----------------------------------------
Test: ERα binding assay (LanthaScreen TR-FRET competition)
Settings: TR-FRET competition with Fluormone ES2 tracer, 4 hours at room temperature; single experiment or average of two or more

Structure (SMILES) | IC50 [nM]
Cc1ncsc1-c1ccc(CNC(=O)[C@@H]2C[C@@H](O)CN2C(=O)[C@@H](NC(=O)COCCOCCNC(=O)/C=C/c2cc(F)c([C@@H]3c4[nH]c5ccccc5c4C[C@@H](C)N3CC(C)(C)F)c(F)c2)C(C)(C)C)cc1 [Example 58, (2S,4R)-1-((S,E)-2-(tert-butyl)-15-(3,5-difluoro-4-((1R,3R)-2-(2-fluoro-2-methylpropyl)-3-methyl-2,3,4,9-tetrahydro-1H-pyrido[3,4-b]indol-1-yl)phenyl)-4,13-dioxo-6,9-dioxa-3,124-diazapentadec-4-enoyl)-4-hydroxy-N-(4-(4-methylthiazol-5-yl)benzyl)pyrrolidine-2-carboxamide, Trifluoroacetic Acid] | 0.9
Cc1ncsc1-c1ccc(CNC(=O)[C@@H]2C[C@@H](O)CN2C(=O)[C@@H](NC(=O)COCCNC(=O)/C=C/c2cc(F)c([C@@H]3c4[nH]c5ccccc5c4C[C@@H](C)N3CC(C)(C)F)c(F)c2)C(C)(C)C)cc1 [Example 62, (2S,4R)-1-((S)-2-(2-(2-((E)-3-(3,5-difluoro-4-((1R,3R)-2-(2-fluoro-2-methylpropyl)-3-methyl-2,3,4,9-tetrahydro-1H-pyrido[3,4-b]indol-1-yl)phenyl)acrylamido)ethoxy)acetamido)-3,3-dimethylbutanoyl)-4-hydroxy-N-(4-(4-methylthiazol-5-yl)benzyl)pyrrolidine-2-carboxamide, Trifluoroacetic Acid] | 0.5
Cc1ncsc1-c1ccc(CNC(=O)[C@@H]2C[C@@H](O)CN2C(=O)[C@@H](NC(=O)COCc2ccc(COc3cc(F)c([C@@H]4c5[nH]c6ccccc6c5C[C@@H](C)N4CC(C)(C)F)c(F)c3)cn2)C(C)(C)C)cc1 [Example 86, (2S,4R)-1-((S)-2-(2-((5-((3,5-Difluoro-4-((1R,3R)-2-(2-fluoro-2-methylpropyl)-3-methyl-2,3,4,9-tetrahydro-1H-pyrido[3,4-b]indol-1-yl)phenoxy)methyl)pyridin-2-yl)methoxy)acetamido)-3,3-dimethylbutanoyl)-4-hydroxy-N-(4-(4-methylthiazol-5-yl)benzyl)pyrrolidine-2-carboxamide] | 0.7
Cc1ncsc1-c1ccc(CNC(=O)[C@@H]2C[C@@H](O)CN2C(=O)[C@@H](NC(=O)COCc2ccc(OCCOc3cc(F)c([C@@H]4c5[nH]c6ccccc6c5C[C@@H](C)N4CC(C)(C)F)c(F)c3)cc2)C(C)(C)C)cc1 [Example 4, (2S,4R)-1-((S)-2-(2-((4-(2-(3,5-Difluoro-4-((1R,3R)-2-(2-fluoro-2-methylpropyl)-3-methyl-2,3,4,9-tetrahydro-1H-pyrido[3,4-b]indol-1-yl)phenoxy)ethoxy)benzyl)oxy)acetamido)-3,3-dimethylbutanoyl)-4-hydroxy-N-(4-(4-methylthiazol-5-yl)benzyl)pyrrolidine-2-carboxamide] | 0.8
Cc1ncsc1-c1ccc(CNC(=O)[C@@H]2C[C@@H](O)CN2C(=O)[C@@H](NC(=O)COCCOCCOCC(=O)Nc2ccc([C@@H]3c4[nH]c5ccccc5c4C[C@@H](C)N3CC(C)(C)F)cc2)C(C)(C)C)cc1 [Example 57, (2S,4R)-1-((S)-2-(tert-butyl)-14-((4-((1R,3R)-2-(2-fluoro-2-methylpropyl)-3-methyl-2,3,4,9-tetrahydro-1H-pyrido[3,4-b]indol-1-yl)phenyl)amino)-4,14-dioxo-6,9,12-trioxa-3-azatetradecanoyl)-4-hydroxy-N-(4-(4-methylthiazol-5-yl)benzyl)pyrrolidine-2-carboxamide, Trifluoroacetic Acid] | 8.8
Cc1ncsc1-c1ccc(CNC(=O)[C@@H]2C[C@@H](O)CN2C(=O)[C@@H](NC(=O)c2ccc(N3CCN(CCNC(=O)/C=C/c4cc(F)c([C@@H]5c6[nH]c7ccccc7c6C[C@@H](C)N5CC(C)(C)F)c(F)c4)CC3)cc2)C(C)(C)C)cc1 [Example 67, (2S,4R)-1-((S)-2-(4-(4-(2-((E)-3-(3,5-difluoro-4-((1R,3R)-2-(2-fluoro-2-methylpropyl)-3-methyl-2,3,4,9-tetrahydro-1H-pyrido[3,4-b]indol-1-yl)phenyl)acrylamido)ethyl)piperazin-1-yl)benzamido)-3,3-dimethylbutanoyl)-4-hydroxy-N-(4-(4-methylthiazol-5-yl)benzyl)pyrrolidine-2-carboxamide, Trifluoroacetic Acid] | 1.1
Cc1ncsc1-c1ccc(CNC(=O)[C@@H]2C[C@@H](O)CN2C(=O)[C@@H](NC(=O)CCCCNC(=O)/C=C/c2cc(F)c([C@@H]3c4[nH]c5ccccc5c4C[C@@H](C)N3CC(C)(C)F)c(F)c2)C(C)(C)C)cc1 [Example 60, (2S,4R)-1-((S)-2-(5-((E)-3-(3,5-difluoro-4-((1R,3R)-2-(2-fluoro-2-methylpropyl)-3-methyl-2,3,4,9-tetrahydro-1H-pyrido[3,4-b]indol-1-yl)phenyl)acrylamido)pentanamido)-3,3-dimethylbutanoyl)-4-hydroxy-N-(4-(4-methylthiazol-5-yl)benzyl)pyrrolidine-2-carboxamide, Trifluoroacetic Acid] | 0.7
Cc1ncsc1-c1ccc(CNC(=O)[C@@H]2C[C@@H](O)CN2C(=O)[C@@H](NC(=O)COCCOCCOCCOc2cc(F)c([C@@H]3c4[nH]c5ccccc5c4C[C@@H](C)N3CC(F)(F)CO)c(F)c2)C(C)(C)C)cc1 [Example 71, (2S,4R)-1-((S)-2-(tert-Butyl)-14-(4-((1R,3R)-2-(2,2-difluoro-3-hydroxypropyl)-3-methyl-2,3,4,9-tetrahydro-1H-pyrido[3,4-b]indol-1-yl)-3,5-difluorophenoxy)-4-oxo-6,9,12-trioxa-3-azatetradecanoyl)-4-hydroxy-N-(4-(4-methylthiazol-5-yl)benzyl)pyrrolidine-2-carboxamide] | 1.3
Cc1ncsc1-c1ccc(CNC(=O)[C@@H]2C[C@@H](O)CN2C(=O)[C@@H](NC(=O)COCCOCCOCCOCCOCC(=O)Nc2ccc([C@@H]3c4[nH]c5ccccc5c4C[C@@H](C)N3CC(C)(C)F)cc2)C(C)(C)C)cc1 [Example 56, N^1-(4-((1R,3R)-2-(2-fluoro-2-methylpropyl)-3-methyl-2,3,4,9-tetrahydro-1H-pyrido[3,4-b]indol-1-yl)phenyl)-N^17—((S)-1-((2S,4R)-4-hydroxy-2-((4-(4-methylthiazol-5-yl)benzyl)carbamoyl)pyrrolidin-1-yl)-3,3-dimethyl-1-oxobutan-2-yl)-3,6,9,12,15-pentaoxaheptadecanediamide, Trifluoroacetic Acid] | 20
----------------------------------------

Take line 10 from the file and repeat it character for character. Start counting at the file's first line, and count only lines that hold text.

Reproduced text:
Cc1ncsc1-c1ccc(CNC(=O)[C@@H]2C[C@@H](O)CN2C(=O)[C@@H](NC(=O)CCCCNC(=O)/C=C/c2cc(F)c([C@@H]3c4[nH]c5ccccc5c4C[C@@H](C)N3CC(C)(C)F)c(F)c2)C(C)(C)C)cc1 [Example 60, (2S,4R)-1-((S)-2-(5-((E)-3-(3,5-difluoro-4-((1R,3R)-2-(2-fluoro-2-methylpropyl)-3-methyl-2,3,4,9-tetrahydro-1H-pyrido[3,4-b]indol-1-yl)phenyl)acrylamido)pentanamido)-3,3-dimethylbutanoyl)-4-hydroxy-N-(4-(4-methylthiazol-5-yl)benzyl)pyrrolidine-2-carboxamide, Trifluoroacetic Acid] | 0.7